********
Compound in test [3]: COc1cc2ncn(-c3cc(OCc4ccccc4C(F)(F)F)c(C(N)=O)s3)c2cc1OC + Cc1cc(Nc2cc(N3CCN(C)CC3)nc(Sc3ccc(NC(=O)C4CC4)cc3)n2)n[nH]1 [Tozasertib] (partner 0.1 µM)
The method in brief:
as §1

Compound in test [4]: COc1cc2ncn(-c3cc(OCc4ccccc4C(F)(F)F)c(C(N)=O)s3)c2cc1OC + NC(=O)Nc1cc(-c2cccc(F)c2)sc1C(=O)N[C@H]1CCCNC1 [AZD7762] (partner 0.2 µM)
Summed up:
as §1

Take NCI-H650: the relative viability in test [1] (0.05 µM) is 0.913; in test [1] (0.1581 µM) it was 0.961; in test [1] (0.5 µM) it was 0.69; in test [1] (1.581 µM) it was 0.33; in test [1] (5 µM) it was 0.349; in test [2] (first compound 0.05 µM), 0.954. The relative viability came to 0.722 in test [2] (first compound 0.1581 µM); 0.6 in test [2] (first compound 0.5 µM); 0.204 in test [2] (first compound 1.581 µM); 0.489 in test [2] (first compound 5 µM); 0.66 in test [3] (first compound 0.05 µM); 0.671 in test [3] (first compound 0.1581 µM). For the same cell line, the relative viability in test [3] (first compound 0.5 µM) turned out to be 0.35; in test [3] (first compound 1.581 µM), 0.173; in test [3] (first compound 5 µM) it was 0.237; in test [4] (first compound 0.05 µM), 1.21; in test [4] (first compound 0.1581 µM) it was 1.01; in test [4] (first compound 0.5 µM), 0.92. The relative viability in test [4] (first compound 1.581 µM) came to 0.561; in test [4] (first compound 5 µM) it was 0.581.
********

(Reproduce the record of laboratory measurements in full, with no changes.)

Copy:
Compound in test [3]: COc1cc2ncn(-c3cc(OCc4ccccc4C(F)(F)F)c(C(N)=O)s3)c2cc1OC + Cc1cc(Nc2cc(N3CCN(C)CC3)nc(Sc3ccc(NC(=O)C4CC4)cc3)n2)n[nH]1 [Tozasertib] (partner 0.1 µM)
The method in brief:
as §1

Compound in test [4]: COc1cc2ncn(-c3cc(OCc4ccccc4C(F)(F)F)c(C(N)=O)s3)c2cc1OC + NC(=O)Nc1cc(-c2cccc(F)c2)sc1C(=O)N[C@H]1CCCNC1 [AZD7762] (partner 0.2 µM)
Summed up:
as §1

Take NCI-H650: the relative viability in test [1] (0.05 µM) is 0.913; in test [1] (0.1581 µM) it was 0.961; in test [1] (0.5 µM) it was 0.69; in test [1] (1.581 µM) it was 0.33; in test [1] (5 µM) it was 0.349; in test [2] (first compound 0.05 µM), 0.954. The relative viability came to 0.722 in test [2] (first compound 0.1581 µM); 0.6 in test [2] (first compound 0.5 µM); 0.204 in test [2] (first compound 1.581 µM); 0.489 in test [2] (first compound 5 µM); 0.66 in test [3] (first compound 0.05 µM); 0.671 in test [3] (first compound 0.1581 µM). For the same cell line, the relative viability in test [3] (first compound 0.5 µM) turned out to be 0.35; in test [3] (first compound 1.581 µM), 0.173; in test [3] (first compound 5 µM) it was 0.237; in test [4] (first compound 0.05 µM), 1.21; in test [4] (first compound 0.1581 µM) it was 1.01; in test [4] (first compound 0.5 µM), 0.92. The relative viability in test [4] (first compound 1.581 µM) came to 0.561; in test [4] (first compound 5 µM) it was 0.581.